New Year’s Eve Cocktail Party

New Year’s Eve Cocktail Party

We are of two minds when it comes to New Year’s Eve: We either want to be dressed to the nines at a fabulous ballroom-esque gala, or gathered with friends in a casual setting at home. This year we’re opting for the latter, so we’ve put together a menu perfect for a casually elegant night in. For further tips, we’ve crafted test kitchen dossiers on both Cocktails and Hors d’Oeuvres for this month, so take all the notes you need to. Don’t forget that the rest of our Entertaining section has further tips on decor and the trimmings. Now get that celebration started, and say adieu to another year!

Cocktails, finger foods and dessert. Is there any better way to ring in the New Year?


Provocachic™ Cosmopolitan
Lemongrass Martini
Love Potion: Family Edition
Pomegranate Champagne Cocktail

LIGHT HORS D’OEUVRES (2 to 3 servings per person)

Minted Pea Puree Canapes in Puff Pastry Vol au Vents
Dilled Crab Salad on Artichoke Bottoms
Celeriac Prosciutto Rolls with Lemongrass Vinaigrette
Cucumber Cups with Caviar and Champagne Onions

HEAVY HORS D’OEUVRES (2 to 3 servings per person)

Thyme Focaccia with Kalamata Mascarpone Spread
Grilled Lemongrass Shrimp with Sweet Chile Dipping Sauce
Spicy Beef or Chicken Satay
Cheese Board


Amaretto Tiramisu
Chilly Drunken Orange “Creamsicle”
Flan de Champagne (Champagne Flan)

SETUP NOTES (from our Entertaining section)

One of the most impactful ways to make a statement to your guests is by presenting your feast in a sumptuous display. Depending on the size of your space, you have several options: We suggest setting up a main table, and if space allows, several side tables, which will enable you to disperse the food setup around the room so all your guests do not gather (and clog) one area. If your space is smaller, you may not be able to avoid this, in which case we recommend staying with a single table setup.

For the main table, you want to craft an array of goodies that appeals to the eye, and the best way to achieve this effect is to create a series of levels on the table for your various dishes and platters. This creative effort instantly transforms any menu into a formidable display, and creates a variety of eye candy for the guests who approach.

Find some sturdy elements you can use to build levels on which to place serving dishes. We have used upside-down pots, bowls, boxes, and bricks in our displays. All of these will be covered with a cloth, so it doesn’t matter how attractive they are — they just need to provide a solid foundation. Cover them with a large cloth, then use smaller cloths bunched around the levels to make an attractive nest. If you are particularly creative, you can accent the table with decorative items like branches, dried flowers or candles, provided their scents and/or leaves do not interfere with the food.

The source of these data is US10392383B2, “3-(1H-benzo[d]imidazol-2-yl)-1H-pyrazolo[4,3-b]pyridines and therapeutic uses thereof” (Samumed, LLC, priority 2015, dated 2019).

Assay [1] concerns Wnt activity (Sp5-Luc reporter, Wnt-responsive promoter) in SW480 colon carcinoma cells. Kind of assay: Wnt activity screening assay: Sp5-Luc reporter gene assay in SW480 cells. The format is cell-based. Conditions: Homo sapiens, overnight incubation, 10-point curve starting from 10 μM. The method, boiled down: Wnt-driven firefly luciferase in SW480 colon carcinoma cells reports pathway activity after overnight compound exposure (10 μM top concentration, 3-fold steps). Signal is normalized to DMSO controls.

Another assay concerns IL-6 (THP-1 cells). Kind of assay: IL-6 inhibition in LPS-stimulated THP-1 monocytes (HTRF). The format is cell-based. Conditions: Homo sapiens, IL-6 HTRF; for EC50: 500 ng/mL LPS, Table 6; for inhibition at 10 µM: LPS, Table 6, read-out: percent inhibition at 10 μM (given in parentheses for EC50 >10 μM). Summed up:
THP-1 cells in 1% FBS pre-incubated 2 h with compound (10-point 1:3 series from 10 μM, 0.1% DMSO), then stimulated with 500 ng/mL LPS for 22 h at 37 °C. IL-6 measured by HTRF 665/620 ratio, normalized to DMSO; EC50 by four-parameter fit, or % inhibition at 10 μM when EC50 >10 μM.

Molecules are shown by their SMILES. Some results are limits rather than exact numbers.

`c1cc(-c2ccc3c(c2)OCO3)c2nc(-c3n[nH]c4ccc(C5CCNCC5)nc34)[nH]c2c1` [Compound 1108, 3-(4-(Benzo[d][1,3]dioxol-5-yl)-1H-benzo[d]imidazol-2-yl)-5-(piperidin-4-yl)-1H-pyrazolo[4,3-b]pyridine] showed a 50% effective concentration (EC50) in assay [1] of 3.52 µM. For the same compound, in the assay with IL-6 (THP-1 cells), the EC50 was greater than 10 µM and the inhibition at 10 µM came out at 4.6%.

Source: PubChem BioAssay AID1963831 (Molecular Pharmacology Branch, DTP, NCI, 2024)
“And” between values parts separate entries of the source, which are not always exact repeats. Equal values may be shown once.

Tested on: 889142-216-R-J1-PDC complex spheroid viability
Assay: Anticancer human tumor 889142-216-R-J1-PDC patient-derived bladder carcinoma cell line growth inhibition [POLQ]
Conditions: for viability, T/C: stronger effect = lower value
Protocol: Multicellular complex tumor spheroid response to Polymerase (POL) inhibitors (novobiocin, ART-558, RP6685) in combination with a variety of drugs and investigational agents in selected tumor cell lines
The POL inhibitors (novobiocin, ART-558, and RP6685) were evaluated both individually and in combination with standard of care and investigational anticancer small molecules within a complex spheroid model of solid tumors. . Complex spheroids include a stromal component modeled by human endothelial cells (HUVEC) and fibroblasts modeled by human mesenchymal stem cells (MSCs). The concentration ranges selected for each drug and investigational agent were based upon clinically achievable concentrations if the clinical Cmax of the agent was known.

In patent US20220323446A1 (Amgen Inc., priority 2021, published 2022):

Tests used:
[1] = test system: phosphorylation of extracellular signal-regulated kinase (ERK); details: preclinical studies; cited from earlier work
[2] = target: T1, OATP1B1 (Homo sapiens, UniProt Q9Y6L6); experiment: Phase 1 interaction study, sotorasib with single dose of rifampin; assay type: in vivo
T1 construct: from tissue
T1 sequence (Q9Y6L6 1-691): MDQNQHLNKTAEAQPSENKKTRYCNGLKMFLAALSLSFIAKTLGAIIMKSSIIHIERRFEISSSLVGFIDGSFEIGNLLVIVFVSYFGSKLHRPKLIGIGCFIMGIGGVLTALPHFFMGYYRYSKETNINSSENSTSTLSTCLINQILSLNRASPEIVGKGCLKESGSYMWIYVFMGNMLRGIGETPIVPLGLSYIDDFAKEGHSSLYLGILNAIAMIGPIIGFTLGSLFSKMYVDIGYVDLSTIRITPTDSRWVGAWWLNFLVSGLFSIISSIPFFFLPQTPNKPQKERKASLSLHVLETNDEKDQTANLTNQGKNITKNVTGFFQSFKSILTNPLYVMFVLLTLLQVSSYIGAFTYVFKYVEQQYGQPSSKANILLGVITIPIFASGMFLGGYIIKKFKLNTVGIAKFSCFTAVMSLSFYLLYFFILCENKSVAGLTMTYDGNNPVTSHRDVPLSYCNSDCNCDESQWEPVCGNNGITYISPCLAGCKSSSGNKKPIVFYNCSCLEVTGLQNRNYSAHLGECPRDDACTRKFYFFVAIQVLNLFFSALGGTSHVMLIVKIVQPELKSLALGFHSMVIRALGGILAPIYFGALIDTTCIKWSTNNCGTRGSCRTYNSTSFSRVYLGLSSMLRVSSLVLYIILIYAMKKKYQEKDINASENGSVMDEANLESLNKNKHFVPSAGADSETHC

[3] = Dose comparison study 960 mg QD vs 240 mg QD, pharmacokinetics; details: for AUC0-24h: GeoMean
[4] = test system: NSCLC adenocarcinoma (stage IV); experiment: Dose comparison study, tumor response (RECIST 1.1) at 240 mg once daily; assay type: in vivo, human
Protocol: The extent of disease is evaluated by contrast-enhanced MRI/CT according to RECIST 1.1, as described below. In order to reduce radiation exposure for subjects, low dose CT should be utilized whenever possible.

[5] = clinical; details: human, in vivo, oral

We suggest keeping all elements requiring chafing dishes on the main table, as you will more easily be able to monitor them. We also recommend staying with a flat surface for side or accent tables, as they are easily bumped. You can use these for crudités, breads, cheeses, or cold hors d’oeuvres.

BAR SETUP NOTES (from our Cocktail Party dossier)

This is the critical component. For a cocktail party, you will need to decide whether there will be a bartender or self-serve setup. If it is the former, and the barman is a professional, he will likely have a repertoire he prefers to serve. For our purposes here, however, we will assume a self-serve setup.

At its most basic, your bar should include the following items:

Whiskey (at least Bourbon and Scotch)
Tequila (Reposado)

Tonic water
Club soda
Sour mix
Common fruit juices – fresh, or those not from concentrates (i.e. lime, cranberry, grapefruit, etc.)
Lime wedges
Lemon wedges
Cocktail olives (you may want to keep the juice in a small glass container for dirty martinis)
Ice (app. 1 pound per guest per hour (for about 3 servings)

[Mixologist’s Notes: Though troublesome, buying a bunch of fun ice molds and making your own ice with mineral water would also be a nice touch. Also, carbonated mixers in cans are easier to chill and manage.]

Wine glasses (champagne, red, white)
Cocktail glasses
Cocktail shaker(s)
Cocktail napkins

[Mixologist’s Note: You may also wish to consider disposable plasticware shaped just like the cocktail and wine glassware and/or champagne flutes.]

For those who might prefer wine to cocktails, it is best to include an assortment of red, white, and sparkling wines (see Alder’s favorite $10 wines for some suggestions).


For those curious about the meaning of mise en place, it is a French culinary term for “set in place.” If you have ever watched a cooking show, or been inside a restaurant kitchen, you will notice that next to the cooking area, things are set up just so. Ingredients, sauces and critical elements are ready to be used, whether pre-cooked, pre-chopped, or ready as a garnish. This kind of organized setup enables a cook to focus on the actual act of cooking itself without distraction. Our intention with this section is to use the same approach at home, enabling you to host your own special occasions with flair.